Critical Thinking and Reasoning Skills Review Help
Critical Thinking and Reasoning Skills Review
"No problem can withstand the assault of sustained thinking."
—Voltaire, French writer and philosopher (1694–1778)
This lesson puts together a review of strategies and skills. You'll review the key points of each lesson and practice evaluating claims and arguments.
Before going any further, it's time to review what you've learned in the preceding lessons so that you can combine strategies and put them to practical use. Repetition will help solidify ideas about what makes a good argument. Let's go through each lesson one at a time.
You learned that critical thinking means carefully considering a problem, claim, question, or situation in order to determine the best solution. You also learned that reasoning skills involve using good sense and basing reasons for doing things on facts, evidence, or logical conclusions. Finally, you learned that critical thinking and reasoning skills will help you compose strong arguments, assess the validity of other people's arguments, make more effective and logical decisions, and solve problems and puzzles more efficiently and effectively.
You learned that the first step in solving any problem is to clearly identify the main issue and then break the problem down into its various parts. Next, you need to prioritize the issues and make sure that they're all relevant.
You practiced distinguishing between fact and opinion. Facts are things known for certain to have happened, to be true, or to exist. Opinions are things believed to have happened, to be true, or to exist. Tentative truths are claims that are thought to be facts but that need to be verified.
You learned how to evaluate the credibility of a claim by learning how to recognize bias and determine the level of expertise of a source. You also learned why eyewitnesses aren't always credible.
You practiced identifying incomplete claims like those in advertisements. You also learned how averages can be misleading.
You learned how euphemisms, dysphemisms, and biased questions can be used to get people to react in a certain way. Euphemisms replace negative expressions with positive ones; dysphemisms replace neutral or positive expressions with negative ones; and biased questions make it difficult for you to answer questions fairly.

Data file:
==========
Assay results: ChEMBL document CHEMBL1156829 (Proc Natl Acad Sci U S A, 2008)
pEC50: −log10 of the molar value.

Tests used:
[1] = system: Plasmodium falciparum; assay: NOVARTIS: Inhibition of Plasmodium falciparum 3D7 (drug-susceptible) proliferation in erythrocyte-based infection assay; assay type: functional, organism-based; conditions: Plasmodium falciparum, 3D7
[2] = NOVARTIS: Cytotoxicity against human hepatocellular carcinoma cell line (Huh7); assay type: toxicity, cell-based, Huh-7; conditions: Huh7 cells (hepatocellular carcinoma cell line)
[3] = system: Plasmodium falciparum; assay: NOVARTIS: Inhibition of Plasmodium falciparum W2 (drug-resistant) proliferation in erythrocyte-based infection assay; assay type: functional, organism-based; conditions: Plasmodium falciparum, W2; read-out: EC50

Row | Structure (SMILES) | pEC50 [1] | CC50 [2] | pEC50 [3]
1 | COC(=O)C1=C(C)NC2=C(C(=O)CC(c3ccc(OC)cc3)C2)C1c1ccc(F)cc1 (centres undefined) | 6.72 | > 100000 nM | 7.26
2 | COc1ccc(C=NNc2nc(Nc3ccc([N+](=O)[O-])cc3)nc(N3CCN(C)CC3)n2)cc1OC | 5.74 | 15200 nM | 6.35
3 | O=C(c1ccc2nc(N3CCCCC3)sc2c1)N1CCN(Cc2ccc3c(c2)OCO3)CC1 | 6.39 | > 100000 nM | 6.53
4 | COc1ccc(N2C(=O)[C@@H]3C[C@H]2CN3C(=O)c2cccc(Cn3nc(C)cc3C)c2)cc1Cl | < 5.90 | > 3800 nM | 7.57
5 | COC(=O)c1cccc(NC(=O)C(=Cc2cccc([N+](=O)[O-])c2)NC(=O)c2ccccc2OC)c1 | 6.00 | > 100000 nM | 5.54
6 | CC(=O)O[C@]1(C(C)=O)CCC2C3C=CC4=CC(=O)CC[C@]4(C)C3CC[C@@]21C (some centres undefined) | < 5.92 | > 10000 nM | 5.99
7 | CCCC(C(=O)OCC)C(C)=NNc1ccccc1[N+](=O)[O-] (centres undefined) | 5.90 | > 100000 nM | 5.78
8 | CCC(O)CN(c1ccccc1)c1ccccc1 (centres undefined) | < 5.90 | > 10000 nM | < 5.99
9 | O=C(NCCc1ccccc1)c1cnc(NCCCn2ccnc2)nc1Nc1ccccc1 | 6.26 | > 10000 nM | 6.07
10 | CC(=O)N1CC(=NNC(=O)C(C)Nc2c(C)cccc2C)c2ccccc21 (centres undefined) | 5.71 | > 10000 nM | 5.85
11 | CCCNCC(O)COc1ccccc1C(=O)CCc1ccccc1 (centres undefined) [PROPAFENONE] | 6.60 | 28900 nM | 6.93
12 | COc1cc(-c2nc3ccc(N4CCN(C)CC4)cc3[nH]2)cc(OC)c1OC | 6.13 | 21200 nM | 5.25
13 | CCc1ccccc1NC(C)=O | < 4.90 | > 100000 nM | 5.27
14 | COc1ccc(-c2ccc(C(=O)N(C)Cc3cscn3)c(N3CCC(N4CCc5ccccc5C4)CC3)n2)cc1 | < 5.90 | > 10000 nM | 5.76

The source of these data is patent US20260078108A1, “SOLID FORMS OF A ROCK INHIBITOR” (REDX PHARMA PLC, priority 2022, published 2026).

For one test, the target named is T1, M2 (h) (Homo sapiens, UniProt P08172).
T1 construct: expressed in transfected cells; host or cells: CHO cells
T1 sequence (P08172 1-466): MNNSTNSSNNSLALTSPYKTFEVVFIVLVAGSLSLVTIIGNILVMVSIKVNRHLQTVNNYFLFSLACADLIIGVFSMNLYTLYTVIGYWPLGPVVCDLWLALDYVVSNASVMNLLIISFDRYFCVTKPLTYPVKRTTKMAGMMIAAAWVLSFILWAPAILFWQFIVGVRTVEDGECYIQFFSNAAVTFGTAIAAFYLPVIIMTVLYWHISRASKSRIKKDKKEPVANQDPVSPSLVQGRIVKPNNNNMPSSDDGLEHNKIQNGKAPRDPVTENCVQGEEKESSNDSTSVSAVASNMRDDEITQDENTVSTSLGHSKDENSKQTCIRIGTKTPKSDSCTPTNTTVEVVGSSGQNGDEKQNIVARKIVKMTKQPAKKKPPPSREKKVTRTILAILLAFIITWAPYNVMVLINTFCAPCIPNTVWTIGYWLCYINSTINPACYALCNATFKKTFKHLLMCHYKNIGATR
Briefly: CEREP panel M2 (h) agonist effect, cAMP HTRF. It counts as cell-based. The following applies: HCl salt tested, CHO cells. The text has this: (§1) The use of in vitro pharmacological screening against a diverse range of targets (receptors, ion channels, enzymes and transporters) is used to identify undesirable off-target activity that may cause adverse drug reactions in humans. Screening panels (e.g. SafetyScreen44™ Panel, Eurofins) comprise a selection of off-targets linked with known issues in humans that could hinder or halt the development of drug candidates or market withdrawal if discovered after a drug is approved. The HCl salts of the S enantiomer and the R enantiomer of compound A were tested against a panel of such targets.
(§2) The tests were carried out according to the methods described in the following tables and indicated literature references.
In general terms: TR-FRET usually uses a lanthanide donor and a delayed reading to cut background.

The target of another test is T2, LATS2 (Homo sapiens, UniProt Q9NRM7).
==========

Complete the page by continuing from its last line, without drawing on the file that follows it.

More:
You learned that deductive arguments move from a conclusion to supporting evidence, or premises. You practiced identifying the conclusion and learned the difference between premises that provide separate support and those that are part of a chain of support.
You practiced looking carefully at evidence to determine whether or not it is valid. The two key criteria you analyzed were credibility and reasonableness.
Finally, you learned what makes a good argument: a conclusion and premises that are clear, complete, and free of excessive subtle persuasion; premises that are credible, reasonable, sufficient, and substantive; and a consideration of the other side.
If any of these terms or strategies sound unclear to you, stop. Did you know that studies have shown that if you are reading and you come across a word you don't know, if you keep reading, your comprehension will drop dramatically? Just being unclear on one word is enough to confuse the whole chapter. If there is something in these nine lessons that puzzles you, go back and review that lesson. You will be glad you did.
Skill Building until Next Time
- Review the "Skill Building" sections from each of the preceding lessons. Try any that you didn't do.
- Write a letter to a friend explaining what you've learned in the last ten lessons.
Exercises for this concept can be found at Critical Thinking and Reasoning Skills Review Practice.
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